If you receive a dental implant, then you may notice that the device has a small and rounded head that sticks up into the mouth. This part of the implant is called the abutment and it helps to secure the implant tooth in place once you go through several weeks of extensive healing. A tapered hole that sits on the top of the implant root will allow the abutment to screw into place. This means that the abutment is removable, but it is only removed from the mouth if your crown tooth needs to be replaced. However, the device may be at risk of twisting off during the initial healing process. If this happens, do not panic. Keep reading to find out why the device may come out and also what you should do about it.
Why Can An Abutment Twist Off?
Dental implant abutments have several different purposes. They allow a crown tooth to be secured to the implant root without being attached directly to the root itself. Since the titanium root is inserted into the jaw bone, the root device is permanent. Crowns often need to be replaced and the abutment allows for easy replacements. Also, the abutment serves as a place holder for the tooth before the crown can be secured. Most abutments will actually look like a miniature crown or tooth that sits up above the gum line. This miniature tooth is the anchor for the crown. It also prevents the gum tissues from completely closing over the implant root before the artificial tooth can be secured.
Once the implant tooth is cemented in place, the crown will adequately fill in the space where your natural tooth once sat. However, the abutment will not fill in much space. If pressure is placed on the device, it can actually shift and spin around. The abutment may then loosen from the implant and actually fall out of the mouth. In most cases, pressure is placed on the abutment if you use it to chew food. Also, gum swelling can place a great deal of stress on the attachment.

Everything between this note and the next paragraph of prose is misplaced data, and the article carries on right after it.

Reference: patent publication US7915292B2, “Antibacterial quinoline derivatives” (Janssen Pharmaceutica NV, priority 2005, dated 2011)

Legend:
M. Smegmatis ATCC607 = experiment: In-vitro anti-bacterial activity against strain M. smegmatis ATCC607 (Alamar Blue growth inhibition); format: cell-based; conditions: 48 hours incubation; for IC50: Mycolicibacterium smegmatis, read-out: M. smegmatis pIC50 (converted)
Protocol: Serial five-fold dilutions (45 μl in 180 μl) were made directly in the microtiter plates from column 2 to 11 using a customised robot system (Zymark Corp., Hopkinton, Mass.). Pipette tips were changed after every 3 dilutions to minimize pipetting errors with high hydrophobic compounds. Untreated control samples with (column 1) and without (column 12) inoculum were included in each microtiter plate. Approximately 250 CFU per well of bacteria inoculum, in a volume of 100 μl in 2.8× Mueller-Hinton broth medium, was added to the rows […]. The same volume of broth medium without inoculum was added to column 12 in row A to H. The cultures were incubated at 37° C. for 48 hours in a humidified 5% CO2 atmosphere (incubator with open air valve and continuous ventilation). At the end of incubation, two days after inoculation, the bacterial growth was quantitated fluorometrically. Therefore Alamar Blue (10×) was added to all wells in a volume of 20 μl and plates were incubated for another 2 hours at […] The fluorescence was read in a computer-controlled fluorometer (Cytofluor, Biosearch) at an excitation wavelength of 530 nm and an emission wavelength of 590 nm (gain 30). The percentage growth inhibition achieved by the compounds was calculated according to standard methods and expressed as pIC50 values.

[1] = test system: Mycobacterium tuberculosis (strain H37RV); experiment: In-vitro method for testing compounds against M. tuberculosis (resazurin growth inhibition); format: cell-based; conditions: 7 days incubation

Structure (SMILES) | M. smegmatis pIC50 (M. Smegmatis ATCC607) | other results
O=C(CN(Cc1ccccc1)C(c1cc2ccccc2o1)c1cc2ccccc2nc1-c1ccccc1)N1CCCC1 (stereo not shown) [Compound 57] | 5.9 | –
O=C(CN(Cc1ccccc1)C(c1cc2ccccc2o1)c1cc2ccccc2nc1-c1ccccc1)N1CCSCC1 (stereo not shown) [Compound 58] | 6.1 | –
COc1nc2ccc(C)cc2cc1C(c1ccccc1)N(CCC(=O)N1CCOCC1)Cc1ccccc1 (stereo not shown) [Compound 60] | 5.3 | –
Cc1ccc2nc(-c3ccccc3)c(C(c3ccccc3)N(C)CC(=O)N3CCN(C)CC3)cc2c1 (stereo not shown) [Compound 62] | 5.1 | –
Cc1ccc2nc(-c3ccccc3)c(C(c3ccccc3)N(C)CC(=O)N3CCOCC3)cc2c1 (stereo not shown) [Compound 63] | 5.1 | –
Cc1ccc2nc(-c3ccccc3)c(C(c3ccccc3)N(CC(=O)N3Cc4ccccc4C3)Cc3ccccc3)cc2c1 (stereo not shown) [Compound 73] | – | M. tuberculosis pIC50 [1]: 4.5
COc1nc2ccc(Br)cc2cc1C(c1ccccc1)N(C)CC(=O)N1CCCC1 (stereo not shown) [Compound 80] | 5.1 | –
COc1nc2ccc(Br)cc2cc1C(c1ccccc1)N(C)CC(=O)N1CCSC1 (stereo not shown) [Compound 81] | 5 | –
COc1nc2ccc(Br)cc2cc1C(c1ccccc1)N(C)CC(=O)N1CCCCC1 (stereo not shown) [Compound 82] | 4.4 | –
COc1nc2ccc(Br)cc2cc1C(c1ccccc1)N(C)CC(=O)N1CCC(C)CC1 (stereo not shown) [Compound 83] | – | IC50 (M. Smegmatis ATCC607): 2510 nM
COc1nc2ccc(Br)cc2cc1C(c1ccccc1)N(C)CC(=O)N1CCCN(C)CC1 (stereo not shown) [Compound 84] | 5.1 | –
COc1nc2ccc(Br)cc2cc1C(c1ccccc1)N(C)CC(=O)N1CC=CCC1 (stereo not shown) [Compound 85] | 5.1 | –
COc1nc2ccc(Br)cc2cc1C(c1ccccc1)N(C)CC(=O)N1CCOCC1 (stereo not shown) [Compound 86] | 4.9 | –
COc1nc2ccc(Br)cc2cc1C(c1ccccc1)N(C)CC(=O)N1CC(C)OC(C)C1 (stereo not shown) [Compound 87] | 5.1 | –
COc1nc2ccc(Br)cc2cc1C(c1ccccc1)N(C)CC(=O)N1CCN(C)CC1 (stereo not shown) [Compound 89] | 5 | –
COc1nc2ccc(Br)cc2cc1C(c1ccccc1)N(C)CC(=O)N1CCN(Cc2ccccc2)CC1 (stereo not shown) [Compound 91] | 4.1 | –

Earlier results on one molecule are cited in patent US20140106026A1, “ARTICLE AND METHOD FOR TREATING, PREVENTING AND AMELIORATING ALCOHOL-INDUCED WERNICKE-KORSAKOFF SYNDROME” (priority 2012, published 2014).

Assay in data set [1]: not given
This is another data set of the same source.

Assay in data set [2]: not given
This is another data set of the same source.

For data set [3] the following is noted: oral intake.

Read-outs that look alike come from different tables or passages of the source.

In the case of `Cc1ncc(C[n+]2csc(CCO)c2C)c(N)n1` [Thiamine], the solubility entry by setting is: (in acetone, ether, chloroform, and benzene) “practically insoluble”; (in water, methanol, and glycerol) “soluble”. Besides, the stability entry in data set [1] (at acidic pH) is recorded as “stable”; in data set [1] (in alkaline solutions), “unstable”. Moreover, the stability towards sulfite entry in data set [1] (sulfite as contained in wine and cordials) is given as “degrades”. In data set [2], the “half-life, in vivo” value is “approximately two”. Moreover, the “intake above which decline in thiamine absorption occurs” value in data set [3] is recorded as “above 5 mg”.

It is wise to chew on the opposite side of the mouth from the implant to minimize pressure and stress. You also should take anti-inflammatory medication and clean thoroughly around the implant device to minimize swelling.
What Should You Do If The Device Falls Off?
If your abutment falls out, it is wise to contact your dentist as soon as possible. The device will need to be inserted back into place. You do not want to do this yourself though. In most cases, the implant root will sit a millimeter or two above the edge of the jawbone and several millimeters below the gums. If the abutment falls out, then the gums can shift over the root and start to fill in the opening on the top. Gum tissues are constructed out of simple connective tissue and the body can create the tissues fairly quickly.
If the gums do heal over the implant root, then your dentist may need to cut the gums a small amount. Also, the top opening will need to be cleaned thoroughly to make sure the abutment is slipped back into a clean and clear root device.
If you need to wait for your dental appointment, then make sure to place your abutment in a small bag or container to keep it safe. Brush and floss gently around the implant and make sure to use a water flosser or a saltwater rinse to keep the implant area as free of food and debris as possible. Eat soft foods as well before you see your dentist to make sure food particles do not work their way underneath the gums.